Long work hours increase early death risk

Long working hours are contributing to premature deaths, according to a study which has found that working more than 55 hours a week was linked to a 35% higher risk of stroke and 17% greater risk of fatal heart disease when compared with people working between 35 and 40 hours a week. The analysis from the World Health Organisation (WHO) and the International Labour Organisation concluded that 398,000 deaths globally from stroke and 347,000 from heart disease were linked to working weeks of more than 55 hours. WHO director-general, Dr Tedros Adhanom Ghebreyesus, warned that a shift to remote working amid the pandemic may exacerbate issues, warning: “teleworking has become the norm in many industries, often blurring the boundaries between home and work”.

Pandemic could deliver expenses rethink

While the pandemic hit revenues and profits at large firms, Charlie Parker in the Times says analysis of financial records show that big companies have saved “fortunes” on travel, marketing and other administrative expenses as employees worked from home, with Google, Amazon and HSBC each reporting cost-cuts of more than $1bn. Reflecting on whether outlay on such expenses will return to pre-pandemic levels, he says analysts expect a “redirection” of costs into new expenses more pertinent to new ways of working. Sean Drury, employment partner at PwC, says companies may be looking to adjust their spending based on increasing individual productivity, pointing to the cost of items such as technology for home-based staff and reimbursement for electricity bills. Mr Smith also highlights uncertainty over whether the pandemic-driven switch to home-working will be permanent, citing Deloitte research showing that two thirds of CFOs believe the bulk of their staff would return to the office by Q3.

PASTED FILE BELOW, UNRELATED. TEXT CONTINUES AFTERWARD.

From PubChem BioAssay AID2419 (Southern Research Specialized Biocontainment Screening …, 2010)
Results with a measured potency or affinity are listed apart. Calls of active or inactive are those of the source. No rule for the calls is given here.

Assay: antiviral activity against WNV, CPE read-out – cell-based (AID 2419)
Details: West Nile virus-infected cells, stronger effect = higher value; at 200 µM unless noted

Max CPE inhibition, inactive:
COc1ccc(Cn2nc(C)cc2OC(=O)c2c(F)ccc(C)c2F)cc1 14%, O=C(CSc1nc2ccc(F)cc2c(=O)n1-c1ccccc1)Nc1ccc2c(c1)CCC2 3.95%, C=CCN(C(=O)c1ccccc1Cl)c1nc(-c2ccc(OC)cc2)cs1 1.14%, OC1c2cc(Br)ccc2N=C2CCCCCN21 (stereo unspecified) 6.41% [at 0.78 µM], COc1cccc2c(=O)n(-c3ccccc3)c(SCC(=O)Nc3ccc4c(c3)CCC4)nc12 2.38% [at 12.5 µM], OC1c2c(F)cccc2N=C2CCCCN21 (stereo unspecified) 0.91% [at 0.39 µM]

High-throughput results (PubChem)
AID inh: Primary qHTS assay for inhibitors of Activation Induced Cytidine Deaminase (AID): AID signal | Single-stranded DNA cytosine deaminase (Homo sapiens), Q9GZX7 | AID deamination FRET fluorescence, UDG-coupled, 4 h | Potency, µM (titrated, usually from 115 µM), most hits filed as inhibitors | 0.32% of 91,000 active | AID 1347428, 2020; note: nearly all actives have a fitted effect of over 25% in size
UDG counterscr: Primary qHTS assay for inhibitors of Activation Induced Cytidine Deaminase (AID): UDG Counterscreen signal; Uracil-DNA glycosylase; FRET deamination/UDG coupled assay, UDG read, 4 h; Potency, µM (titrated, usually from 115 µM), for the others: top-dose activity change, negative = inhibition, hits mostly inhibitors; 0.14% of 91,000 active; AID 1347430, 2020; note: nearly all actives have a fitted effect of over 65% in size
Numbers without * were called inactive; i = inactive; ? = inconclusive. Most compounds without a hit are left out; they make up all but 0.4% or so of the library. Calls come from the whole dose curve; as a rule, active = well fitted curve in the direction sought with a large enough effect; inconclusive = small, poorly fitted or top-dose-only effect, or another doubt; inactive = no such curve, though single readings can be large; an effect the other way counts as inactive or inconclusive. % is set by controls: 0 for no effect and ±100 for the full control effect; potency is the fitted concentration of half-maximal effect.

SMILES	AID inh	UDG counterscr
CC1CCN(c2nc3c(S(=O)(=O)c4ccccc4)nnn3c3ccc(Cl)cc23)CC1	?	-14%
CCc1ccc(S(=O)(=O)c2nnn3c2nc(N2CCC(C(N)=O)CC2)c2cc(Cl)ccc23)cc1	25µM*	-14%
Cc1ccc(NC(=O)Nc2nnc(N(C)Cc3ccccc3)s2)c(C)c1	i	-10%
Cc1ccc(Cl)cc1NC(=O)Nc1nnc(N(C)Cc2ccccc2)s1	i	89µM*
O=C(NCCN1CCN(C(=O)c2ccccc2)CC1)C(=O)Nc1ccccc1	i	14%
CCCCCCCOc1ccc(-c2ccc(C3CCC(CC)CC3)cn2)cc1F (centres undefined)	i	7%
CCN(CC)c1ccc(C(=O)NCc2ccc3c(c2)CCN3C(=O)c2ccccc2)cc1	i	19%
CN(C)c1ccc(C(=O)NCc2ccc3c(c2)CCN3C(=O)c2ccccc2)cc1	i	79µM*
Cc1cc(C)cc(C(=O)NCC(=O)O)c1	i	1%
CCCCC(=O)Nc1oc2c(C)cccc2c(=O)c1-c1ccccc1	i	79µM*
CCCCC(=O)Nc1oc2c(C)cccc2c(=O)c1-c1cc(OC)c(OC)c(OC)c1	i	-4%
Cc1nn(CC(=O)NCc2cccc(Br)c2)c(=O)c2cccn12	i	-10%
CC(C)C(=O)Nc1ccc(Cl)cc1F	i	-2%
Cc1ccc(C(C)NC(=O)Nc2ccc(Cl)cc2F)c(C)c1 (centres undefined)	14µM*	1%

Tax cut added fuel to the house price fire